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Old 06-28-2016, 08:07 PM
 
1,822 posts, read 3,786,637 times
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I've been interviewing at several companies (Sr. Manager - Director Level roles). When it comes to offer stage, they are able to give me a decent raise in my base salary. However, when I tell them about my unvested RSUs and bonus I'm expecting in the fall at my current employer (total about $100k), this seems to scare them off. They honestly seem surprised I'd even ask for them to make me whole and they haven't budgeted for this.


I'm a bit perplexed here. I'd assumed that at this level, it would be standard practice to include a large sign-on (cash + RSUs) to compensate for what I'm leaving on the table. But, this has happened to me 3-4 times lately and has caused me to turn down offers. What am I missing? BTW, the companies I've been interviewing at are not Google, Facebook, Apple, etc. or hot start ups, but companies in technology or financial services.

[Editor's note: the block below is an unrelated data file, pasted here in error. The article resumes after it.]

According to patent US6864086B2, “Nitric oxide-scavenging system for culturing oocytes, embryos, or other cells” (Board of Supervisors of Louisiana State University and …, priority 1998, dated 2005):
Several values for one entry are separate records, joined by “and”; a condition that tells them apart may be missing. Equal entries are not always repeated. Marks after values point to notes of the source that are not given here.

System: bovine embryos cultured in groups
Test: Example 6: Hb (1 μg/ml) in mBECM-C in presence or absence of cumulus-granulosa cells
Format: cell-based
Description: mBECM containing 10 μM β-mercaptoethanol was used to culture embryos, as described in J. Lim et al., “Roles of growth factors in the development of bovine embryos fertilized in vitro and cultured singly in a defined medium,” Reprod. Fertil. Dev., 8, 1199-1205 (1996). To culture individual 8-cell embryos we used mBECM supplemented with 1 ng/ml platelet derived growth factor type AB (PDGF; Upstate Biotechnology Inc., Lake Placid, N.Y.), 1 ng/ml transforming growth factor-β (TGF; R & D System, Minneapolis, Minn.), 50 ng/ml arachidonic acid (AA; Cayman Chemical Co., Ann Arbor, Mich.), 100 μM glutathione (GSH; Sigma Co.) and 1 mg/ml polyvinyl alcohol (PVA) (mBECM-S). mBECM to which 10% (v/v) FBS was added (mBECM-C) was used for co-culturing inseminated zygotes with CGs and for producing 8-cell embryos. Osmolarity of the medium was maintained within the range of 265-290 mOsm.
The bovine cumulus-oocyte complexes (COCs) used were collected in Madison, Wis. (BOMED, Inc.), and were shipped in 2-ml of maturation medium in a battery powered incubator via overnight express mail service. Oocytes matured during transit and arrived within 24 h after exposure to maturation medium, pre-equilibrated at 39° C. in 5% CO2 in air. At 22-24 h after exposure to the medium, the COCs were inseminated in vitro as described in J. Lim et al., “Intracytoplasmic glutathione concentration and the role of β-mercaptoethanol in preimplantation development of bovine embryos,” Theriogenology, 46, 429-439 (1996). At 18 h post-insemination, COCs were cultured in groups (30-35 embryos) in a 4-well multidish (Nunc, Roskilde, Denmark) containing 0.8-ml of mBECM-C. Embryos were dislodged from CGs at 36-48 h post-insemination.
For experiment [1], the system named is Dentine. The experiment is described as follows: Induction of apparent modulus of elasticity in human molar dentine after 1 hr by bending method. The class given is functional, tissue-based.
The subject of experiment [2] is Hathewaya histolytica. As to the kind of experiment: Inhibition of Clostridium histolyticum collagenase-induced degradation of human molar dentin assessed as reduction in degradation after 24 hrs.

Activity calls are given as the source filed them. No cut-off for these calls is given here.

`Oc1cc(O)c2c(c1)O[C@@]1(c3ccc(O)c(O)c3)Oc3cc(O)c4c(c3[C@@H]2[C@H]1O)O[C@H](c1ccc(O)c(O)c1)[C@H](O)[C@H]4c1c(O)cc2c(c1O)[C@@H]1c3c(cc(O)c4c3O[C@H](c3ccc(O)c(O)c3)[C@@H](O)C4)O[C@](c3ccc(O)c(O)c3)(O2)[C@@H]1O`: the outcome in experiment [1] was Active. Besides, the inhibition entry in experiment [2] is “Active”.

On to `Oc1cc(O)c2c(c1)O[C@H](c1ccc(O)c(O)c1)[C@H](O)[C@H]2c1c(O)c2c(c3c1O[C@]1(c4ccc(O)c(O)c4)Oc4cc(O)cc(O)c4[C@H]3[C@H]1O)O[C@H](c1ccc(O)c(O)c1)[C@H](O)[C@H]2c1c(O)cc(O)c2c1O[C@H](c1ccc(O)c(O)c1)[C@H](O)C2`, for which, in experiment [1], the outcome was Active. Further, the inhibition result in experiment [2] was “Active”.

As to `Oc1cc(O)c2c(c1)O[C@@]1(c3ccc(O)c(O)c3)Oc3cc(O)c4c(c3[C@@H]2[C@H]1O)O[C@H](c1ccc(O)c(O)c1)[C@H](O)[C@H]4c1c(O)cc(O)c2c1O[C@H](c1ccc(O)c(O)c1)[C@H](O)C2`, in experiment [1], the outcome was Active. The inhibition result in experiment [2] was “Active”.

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Old 06-28-2016, 10:47 PM
 
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I think the bonus is reasonable, but not the unvested stock. Companies typically offer restricted stock compensation that vests over time to keep you at the company. The fact that you're leaving your current company before that stock vests is not the problem of the new company, and a quick poll of my personal contacts seem to agree. You need to decide whether to stay until the stock vests or walk away from it. Include the value of the unvested shares that you received annually as part of your base compensation ("I received a base of X plus an annual bonus of Y and restricted stock of Z last year, for a total annual salary of $$"). And I certainly would try to negotiate some additional equity method compensation at the new company, but I would not expect for them to make you whole on the value of unvested stock that you're walking away from.
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Old 06-29-2016, 08:50 AM
 
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i agree with MLM- it's not common to be paid for unvested stock.. Are the companies offering stock of their own? I've been made whole on bonuses in this situation; i always get it in writing as a guaranteed percentage of income or a flat amount. good luck!